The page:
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June 05, 1982 - Image 6

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Publication:
Michigan Daily, 1982-06-05

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Page 6-Saturday, June 5, 1982-The Michigan Daily
Op ilioll
N

Page 6

The Michigan Daily

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The Michigan Daily
Vol. XCI, No. 23-S
Ninety-two Years of Editorial Freedom
Edited and managed by student
at the University of Michigan
Cooperation
or stagnation
MID THE SPLENDOR of the fabulous Palace
of Versailles, the heads of the seven major
industrialized nations are meeting to discuss
the respective fates of their countries and the
need for greater cooperation between them.
It is an old story of presidents and prime
ministers huddling together under the strains of
diverging interests. But few concrete results
ever come out of these meetings except that a
president often rises in the opinion polls as he
basks in the light of the media and foreign
crowds.
Perhaps this econohlic summit will be dif-
ferent, however. At no time in recent history
have these seven nations had more reason to
work together. The economic malaise that has
lingered over Western nations and touched
down periodically in the last ten years has
again wound down many once-strong industrial
sectors.
The ties between the nations are the kind that
bind. All the nations depend heavily upon trade
with one another, and all depend heavily upon a
strong American economy for their own
economic livelihood. Nearly 1.7 trillion
American dollars are held in Europe and
provide most of the continent's credit. In ad-
dition, the United States provides over 30 per-
cent of the industrial world's output.
Clearly with economies so intertwined, there
can not be individual solutions to the current
economic downturn. The biggest obstacles to
recovery are wildly fluctuating currencies and
high U.S. interest rates. President Reagan
wants the market forces to prevail in monetary
policy but that has put Euro-currencies, ex-
pecially the French franc, under severe strain.
And Congressional feet-dragging on the
American budget has kept interest rates high,
hindering recovery in other nations just as it
has in the United States.
President Reagan can hang tough on his
ideology and not help the French and British
stabilize their currencies, or he can bend in
return for concessions in the form of trade
restrictions with the Russians.
If the leaders at Versailles opt for
cooperation rather than division, the result will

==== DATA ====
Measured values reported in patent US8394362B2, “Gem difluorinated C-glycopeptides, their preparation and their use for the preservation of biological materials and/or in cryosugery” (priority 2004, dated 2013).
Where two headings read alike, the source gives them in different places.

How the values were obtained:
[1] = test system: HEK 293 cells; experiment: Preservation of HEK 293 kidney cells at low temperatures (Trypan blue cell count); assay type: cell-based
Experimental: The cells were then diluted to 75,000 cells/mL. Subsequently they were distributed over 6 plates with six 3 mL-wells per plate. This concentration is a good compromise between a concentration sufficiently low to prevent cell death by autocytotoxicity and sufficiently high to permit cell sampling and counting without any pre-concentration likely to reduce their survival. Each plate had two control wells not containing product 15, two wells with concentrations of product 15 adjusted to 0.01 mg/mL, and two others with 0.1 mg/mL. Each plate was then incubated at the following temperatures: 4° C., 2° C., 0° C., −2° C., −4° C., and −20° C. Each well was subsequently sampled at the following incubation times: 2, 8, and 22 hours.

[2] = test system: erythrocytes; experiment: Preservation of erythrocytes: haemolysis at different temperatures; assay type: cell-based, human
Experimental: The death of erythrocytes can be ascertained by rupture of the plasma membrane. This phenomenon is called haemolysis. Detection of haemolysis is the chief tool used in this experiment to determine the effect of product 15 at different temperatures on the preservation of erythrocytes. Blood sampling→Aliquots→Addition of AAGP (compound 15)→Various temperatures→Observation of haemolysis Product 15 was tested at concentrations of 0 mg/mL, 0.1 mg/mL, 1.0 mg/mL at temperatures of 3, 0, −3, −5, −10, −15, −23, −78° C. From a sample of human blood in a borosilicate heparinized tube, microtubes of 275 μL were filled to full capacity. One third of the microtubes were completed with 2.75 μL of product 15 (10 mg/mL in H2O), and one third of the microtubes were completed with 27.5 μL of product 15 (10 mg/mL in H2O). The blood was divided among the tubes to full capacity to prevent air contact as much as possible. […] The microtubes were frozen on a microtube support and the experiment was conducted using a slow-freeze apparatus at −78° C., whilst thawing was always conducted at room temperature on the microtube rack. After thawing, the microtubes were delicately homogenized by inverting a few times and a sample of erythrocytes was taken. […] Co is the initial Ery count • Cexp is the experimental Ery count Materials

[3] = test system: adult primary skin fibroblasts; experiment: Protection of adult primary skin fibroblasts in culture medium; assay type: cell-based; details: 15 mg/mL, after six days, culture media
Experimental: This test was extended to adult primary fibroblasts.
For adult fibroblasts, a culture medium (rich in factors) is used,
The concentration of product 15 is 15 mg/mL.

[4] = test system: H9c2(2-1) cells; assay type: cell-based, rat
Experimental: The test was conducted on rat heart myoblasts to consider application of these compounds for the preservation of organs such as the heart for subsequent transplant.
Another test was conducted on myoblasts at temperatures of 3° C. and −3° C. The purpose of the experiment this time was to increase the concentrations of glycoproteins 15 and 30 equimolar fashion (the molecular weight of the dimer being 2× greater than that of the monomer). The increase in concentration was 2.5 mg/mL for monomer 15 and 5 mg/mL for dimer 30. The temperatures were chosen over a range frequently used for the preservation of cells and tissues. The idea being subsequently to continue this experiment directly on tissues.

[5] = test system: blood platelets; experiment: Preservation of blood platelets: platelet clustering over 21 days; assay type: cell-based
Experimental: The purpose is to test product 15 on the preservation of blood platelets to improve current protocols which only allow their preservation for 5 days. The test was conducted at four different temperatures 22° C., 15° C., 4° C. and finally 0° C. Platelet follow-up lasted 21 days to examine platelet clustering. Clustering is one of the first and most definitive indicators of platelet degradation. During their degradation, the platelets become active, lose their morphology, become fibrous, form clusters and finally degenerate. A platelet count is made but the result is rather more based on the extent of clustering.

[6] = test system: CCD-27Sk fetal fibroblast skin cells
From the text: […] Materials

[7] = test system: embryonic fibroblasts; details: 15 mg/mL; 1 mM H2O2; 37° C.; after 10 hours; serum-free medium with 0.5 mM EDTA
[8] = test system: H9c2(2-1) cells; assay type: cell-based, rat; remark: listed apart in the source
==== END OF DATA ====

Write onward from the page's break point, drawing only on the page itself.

be a stronger economies and alliances. But
because of interdependence among the nations,
whatever the leaders decide, their fates will
remain intertwined - everyone sinks or swims
together.

Strikes, Playgirl
come to the 'U'

I

UNIVERSITY HOSPITAL
staffers and patients, eager
for a change in scenery from
their current building, may have
to wait a little longer than plan-
ned to move into their new home.
Striking ironworkers and
operating engineers have given
the University Replacement
Hospital Project a case of the
slows. Only 15 workers are at the
site, bringing construction of the
$285 million project to a virtual
halt.
There has been no picketing at

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the site and contract talks bet-
ween Associated General Con-
tractors of Detroit and two trade
unions are expected to begin
again next week.
Hospital planner Marsha
Bremer said she wasn't sure
when the issues could be resolved
between the disputing parties,
who will be working with federal
mediators, or how much the
strike will cost the project in
terms of time and money. The
hospital is scheduled for com-
pletion in 1985.
'U' exposure
W HEN SUMMER'S heat hits
campus, Ann Arbor
residents shed much of their
outerwear. Now, Playgirl is
planning to give male University
students an excuse to expose
even more of their bodies.
The magazine, which features
male cheesecake in the most
revealing way, is coming to cam-

a result of a strike.
pus June 7 insearch of models for
a "Playgirl Comes' to the Big
Ten" spread.
In the interview for prospective
centerfold stars, hopefuls will be
asked why they want to appear in
the magazine, how they feel
about posing nude, and how sin-
cere they are. Playgirl already
has trekked to Ohio State Univer-
sity seeking "healthy guys," ac-
cording to talent coordinator
Linda Horwitz.
The magazine expects to be
flooded with candidates, Horwitz
predicted, and as Wes Querns, a
student from OSU said, "It
doesn't take much of an excuse
otar lot of people to take off their
clothes."
Frats and dolls
THE MEMBERS of Theta Chi
say they had no idea that
"Willie" would cause them - and
others - so much trouble.'
This week, the Lansing NAACP
joined other groups in demanding
the expulsion of Theta Chi from
campus- because "Willie," a
small bulging-eyed black doll,
appeared in a fraternity
photograph in the MSU student

newspaper.
The NAACP and other civil
rights groups have attacked the
photograph as racist and said its
publication showed insensitivity
toward racial minorities. The
groups also called for the
resignation of the General
Manager of the campus
newspaper and of the MSU Greek
advisor.
But spokespersons from both
the campus newspaper and the
university said the photo was
published through an oversight,
and that they intended no racial
slur. The president of the frater-
nity issued an apology and said
his fraternity brothers are now
attempting to "gain a better un-
derstanding of the black com-
munity."
At week's end, the board which
is to decide what action if any will
be taken against the fraternity
had made no announcements, but
several campus groups said they
were organizing anti-Theta Chi
demonstrations.
The Week in Review was
compiled by Julie Hinds, Kent
Redding, and Charles Thomson.

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